Updated: Feb 14
Octavia E. Butler once said, "You don’t start out writing good stuff. You start out writing crap and thinking it’s good stuff, and then gradually you get better at it."
She then added, "That’s why I say one of the most valuable traits is persistence."
Since becoming a full-time author I've had to figure out a lot of stuff beyond just how to be a better writer.
When you start out you think all you have to worry about is putting the book together, getting an editor, publishing, and finally waiting around for the fans to rush in.
Unfortunately there is way more to it than that, particularly for independent creators. And if I'm being honest I feel like I've mastered very little of it. There are promotions and ads and appearances, and more ads, and running tests to see why things didn't work the way you thought they should. And then more ads. And then more tests.
It's a business when it comes down to it, and as a business there are a lot of things you have to do and experiment with to make it work right. It's easy to get discouraged, but unless you want to give up and go back to working for someone else, you have to keep at it until something succeeds the way you need it to.
That process never ends. The great thing about it is that even though it's a lot of work, ideally you're doing something you love, so it's exciting to wake up in the morning.
You have to keep trying again and again, listening and learning and being persistent.
One of the things I'm trying currently actually plays to my strengths. I've always loved drawing every bit as much as writing. When I worked in TV I also enjoyed doing voice overs. I decided to combine them all and present something new and unique.
Or something old and retro, depending on your perspective.
Next month I'll be starting a serialized production of a new story that plays like an old radio show. It's called The Adventures of Becky Blueshift: Intergalactic Adventurer. She is a 13-year-old explorer searching the galaxy for the elements that will help her rescue her parents from being trapped between dimensions. Along with her little brother and best friend, Becky will face alien threats, tongue-monsters, and shrunken pirates fighting for gold and glory.
I wanted something classic and fun, with a 1940's retro feel, that families and kids could enjoy. The story will be broken into around 40 episodes, each 10 to 15 minutes in length. Every weekday I'll post a new episode for free, just like the radio serials of old.
Now on to the questions I've been asking myself since coming up with the idea and starting the story: Will it work? Will it inspire new readers? Will people enjoy it? Will I be wasting my time?
Those are good questions to which I have no answers.
Like I said, all of this has been about experimentation. I hope it works. I want it to work. I want to inspire readers and have families enjoy the stories. I can't know if any of that will happen until after I put it out there.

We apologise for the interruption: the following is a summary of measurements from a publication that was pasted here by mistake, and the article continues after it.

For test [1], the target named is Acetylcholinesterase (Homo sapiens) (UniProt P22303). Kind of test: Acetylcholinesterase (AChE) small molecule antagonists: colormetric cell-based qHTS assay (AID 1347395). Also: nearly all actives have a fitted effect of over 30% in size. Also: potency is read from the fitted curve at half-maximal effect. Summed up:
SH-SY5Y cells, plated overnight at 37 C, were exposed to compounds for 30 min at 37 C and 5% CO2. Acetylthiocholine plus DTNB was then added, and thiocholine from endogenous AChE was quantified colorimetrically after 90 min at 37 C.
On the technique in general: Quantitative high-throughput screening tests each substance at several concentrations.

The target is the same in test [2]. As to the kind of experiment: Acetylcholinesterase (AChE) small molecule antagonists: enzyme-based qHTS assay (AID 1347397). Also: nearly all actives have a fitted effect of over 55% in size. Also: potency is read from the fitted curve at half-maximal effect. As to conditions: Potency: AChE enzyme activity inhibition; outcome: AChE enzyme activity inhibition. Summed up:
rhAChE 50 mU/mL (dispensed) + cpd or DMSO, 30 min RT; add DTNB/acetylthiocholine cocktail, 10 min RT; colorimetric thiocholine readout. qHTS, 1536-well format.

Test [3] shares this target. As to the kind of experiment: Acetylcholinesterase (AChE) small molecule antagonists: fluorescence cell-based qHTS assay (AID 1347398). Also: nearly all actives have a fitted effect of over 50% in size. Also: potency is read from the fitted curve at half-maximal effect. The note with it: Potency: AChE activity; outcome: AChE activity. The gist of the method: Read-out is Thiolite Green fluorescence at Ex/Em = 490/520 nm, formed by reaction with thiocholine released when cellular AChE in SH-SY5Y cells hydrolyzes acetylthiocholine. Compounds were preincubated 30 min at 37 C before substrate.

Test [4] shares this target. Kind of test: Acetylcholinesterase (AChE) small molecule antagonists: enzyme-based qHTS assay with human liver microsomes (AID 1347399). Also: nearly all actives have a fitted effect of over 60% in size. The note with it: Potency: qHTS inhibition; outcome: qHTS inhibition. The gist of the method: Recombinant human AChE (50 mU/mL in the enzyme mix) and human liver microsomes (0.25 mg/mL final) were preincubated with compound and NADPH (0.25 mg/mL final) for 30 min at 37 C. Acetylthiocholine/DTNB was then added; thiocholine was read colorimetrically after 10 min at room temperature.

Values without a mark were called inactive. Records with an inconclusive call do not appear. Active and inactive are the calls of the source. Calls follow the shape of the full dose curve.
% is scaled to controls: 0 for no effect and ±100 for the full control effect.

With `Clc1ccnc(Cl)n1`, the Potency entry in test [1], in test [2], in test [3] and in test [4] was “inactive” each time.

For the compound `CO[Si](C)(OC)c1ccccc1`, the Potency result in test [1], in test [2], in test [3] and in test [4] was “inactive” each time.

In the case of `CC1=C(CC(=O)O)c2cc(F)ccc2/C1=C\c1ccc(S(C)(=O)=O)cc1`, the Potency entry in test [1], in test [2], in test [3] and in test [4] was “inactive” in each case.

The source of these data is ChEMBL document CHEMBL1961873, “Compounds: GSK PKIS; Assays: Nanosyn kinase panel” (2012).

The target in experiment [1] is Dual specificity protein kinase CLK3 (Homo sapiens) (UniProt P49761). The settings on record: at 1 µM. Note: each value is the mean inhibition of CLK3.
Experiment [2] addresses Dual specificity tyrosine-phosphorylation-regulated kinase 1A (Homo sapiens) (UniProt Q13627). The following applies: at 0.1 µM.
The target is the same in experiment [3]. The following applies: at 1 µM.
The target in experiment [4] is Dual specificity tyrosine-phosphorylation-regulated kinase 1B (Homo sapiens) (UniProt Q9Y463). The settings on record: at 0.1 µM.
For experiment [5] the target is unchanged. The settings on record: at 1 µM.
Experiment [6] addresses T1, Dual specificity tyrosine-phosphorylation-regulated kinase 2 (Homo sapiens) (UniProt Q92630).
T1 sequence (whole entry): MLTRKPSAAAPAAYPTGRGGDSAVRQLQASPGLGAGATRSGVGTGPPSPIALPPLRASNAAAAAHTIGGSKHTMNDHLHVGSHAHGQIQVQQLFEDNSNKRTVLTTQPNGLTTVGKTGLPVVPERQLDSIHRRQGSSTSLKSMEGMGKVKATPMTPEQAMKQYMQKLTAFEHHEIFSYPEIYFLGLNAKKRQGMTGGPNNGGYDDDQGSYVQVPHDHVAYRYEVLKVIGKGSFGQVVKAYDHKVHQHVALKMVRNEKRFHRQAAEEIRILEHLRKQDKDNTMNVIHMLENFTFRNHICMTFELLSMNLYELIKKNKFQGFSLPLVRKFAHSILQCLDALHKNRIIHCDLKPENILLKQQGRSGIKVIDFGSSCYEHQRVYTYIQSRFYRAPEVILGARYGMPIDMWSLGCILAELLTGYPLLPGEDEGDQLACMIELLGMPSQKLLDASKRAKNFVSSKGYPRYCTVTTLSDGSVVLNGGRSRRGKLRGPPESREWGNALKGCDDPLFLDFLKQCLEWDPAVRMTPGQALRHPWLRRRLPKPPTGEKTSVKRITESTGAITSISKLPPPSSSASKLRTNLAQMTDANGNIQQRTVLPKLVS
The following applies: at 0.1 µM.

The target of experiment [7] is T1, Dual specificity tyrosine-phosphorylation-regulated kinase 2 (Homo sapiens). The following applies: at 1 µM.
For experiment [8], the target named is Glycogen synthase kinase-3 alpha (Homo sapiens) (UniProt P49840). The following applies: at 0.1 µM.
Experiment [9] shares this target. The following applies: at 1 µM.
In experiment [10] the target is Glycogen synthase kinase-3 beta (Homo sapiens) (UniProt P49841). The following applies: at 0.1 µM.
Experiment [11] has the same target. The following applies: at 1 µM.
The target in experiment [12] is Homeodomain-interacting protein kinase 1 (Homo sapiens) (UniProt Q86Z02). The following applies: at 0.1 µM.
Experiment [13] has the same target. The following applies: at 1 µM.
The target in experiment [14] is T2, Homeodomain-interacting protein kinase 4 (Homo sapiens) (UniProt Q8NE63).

No Harry Potter; no Pennywise; no Luke Skywalker, or Wonder Woman, or Peter Pan or Elizabeth Bennet. So many fictional creations that have touched our lives that wouldn't exist if their creators hadn't taken the chance.
That's the crazy thing about all of this. Until you actually do the work and throw it into the world for everyone to see, you can't know if anyone will like it. That's art in a nutshell. You put your heart and soul into something and pray people will want to engage. If fear of rejection is too all-encompassing then the art is never created. Imagine a world where the great works of fiction didn't exist because their creators worried no one would like their art to the point they never picked up a pen.
No Harry Potter; no Pennywise; no Luke Skywalker, or Wonder Woman, or Peter Pan or Elizabeth Bennet. So many fictional creations that have touched our lives that wouldn't exist if their creators hadn't taken the chance...if they hadn't been persistent.
We're all creators when it comes down to it. Some people write books, others build houses, a few make music, and so on. Humans create. I sometimes lament that we judge each other's creations so harshly on social media and all the platforms available to us in the 21st Century, but at the same time I'm grateful, because without that I'd probably be a pretty bad writer.
In any case, this is going to be a fun project for me personally. There's something special about those old stories that always end on some cliffhanger where the main character has no way to escape, but you know they'll find a clever way to defeat their enemy in the next episode. I think that's what I love about movies like Raiders of the Lost Ark or even the original Star Wars. Both were built around these same principles of threat and triumph. Both are pretty awesome.
So here's to the creators out there who are making art despite their fears and are persisting in living their dream. If you can't find a niche then you need to create one. And if that one doesn't work you'll need to create another...and another...and another, until you find your Hobbit hole and your Frodo Baggins.
If only they bottled it. That would be awesome.
Hmmm...bottling persistence. Maybe I just found my niche...